Fairly starkly put

Andrew Bosomworth, head of Pimco\’s portfolio management in Europe, said current policies are untenable in the absence of fiscal union and will lead to a break-up of the euro.

\”Greece, Ireland and Portugal cannot get back on their feet without either their own currency or large transfer payments,\” he told German newspaper Die Welt.

Those really are the only two choices available.

Either the richer countries have to pour money in, in the same way that the richer parts of the UK or US have to pour money into the poorer parts, or different currencies are needed.

And this is nothing, nothing at all, to do with Keynesian or neo-liberal solutions to anything at all. With left or right.

There is one more thing though. How much will those richer areas have to pour in? I know I\’ve asked this before but I haven\’t been given a good answer.

It obviously has to be more than 1 or 2% of GDP: for those are the sorts of amounts that the EU budget already shifts around and we\’re all clear that that isn\’t enough.

So it will have to be more than that. 5% of GDP maybe? 10% of GDP?

But here\’s the real crunch point. Given the generally high tax regime in those richer areas of the eurozone already, is there actually room to lift another 5 or 10% of GDP in taxation? Don\’t forget, this won\’t be a transfer within that domestic economy, it\’d be a transfer out of it.

Is there room to tax 5% of GDP in, say, Sweden?


I am told by my man in the know that the numbers are:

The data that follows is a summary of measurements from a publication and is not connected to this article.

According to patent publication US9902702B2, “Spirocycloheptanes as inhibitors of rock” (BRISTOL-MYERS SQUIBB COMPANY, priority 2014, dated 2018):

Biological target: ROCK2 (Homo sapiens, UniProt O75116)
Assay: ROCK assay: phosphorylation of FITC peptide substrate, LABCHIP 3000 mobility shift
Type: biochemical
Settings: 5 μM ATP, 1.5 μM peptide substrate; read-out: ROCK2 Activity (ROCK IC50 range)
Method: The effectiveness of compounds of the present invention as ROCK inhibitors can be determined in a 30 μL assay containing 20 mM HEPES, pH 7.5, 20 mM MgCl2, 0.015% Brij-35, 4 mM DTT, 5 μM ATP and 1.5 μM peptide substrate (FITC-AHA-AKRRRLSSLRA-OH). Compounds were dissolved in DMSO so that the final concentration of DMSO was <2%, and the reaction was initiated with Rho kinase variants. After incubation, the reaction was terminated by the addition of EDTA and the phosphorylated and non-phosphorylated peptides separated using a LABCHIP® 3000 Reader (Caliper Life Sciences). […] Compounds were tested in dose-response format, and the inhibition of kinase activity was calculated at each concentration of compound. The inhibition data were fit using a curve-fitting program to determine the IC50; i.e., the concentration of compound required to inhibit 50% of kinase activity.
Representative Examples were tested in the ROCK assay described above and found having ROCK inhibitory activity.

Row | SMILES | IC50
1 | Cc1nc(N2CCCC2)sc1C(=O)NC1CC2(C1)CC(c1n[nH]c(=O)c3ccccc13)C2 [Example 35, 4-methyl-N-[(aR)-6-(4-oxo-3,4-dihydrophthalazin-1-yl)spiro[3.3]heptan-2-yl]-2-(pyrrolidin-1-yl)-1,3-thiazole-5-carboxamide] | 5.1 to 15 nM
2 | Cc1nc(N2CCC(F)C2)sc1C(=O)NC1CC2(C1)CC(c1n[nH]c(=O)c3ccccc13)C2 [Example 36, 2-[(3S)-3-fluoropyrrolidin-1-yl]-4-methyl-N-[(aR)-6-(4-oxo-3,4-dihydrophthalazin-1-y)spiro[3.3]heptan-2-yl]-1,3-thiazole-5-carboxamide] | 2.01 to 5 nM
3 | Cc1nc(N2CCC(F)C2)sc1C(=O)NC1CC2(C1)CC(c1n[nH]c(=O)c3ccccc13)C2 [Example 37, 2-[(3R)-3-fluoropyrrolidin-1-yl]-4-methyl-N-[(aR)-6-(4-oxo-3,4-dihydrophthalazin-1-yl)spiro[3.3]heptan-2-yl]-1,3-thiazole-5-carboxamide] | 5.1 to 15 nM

Bigger than Versailles as a share of German GDP. Perhaps 4pc, or 100bn euros a year from Germany alone. About 160bn for the teutonic bloc, forever.

Is this economically viable? Raising another 4% of GDP in taxation in the rich countries without entirely screwing over economic growth?

And if not, what should be cut from what government currently does to pay for it?

And finally, does anyone at all think this is politically viable?

9 thoughts on “Fairly starkly put”

  1. Versailles – it has been argued – more or less caused WW2 by bankrupting Germany, giving rise to nationalist anger etc etc.

    So in short, we are suggesting that in order to keep Europe together which is necessary to prevent Germany going to war again, we are going to have to do the very thing that has in the past caused Germany to go to war.

    Aha. Ha ha. HA HAHA HA HA HA HA HA HA!!!

    It is to laugh if it weren’t so serious.

  2. “Is there room to tax 5% of GDP in, say, Sweden?”

    No, but since Sweden is not in the euro, it’s not relevant.

  3. “current policies are untenable in the absence of fiscal union and will lead to a break-up of the euro.”

    I don’t think so.

    The colleagues view will be “current policies are untenable in the absence of fiscal union and will lead to fiscal union”.

    That is the aim and intent. Based on their track record, I am not betting against.

    Nor am I betting against call-me-Dave finding a way to drag us into said union.

  4. “Ever closer union” and “never let a good crises go to waste”, a perfect storm.

    Those Eurocrats must be creaming themselves at the thought of getting fiscal union years ahead of their wildest dreams.

  5. The Euro was always a political project to promote European integration, so economic concerns were ignored if they did not advance the political goal. A fiscal union would be constructed on the same basis. It would be intended to get as many countries in as possible and to lock them in forever. Those political goals would take precedence over the practical economic questions of how it was actually going to work.

    So how stable would a fiscal union actually be? Would the structure and institutions be so compromised by the political requirements that it would only lead to a new and different crisis in a few years time?

  6. There’s nothing in OCA theory to suggest rich countries need to subsidise poor countries. A similar argument would be saying insurance schemes work by rich people transferring money to poor people.

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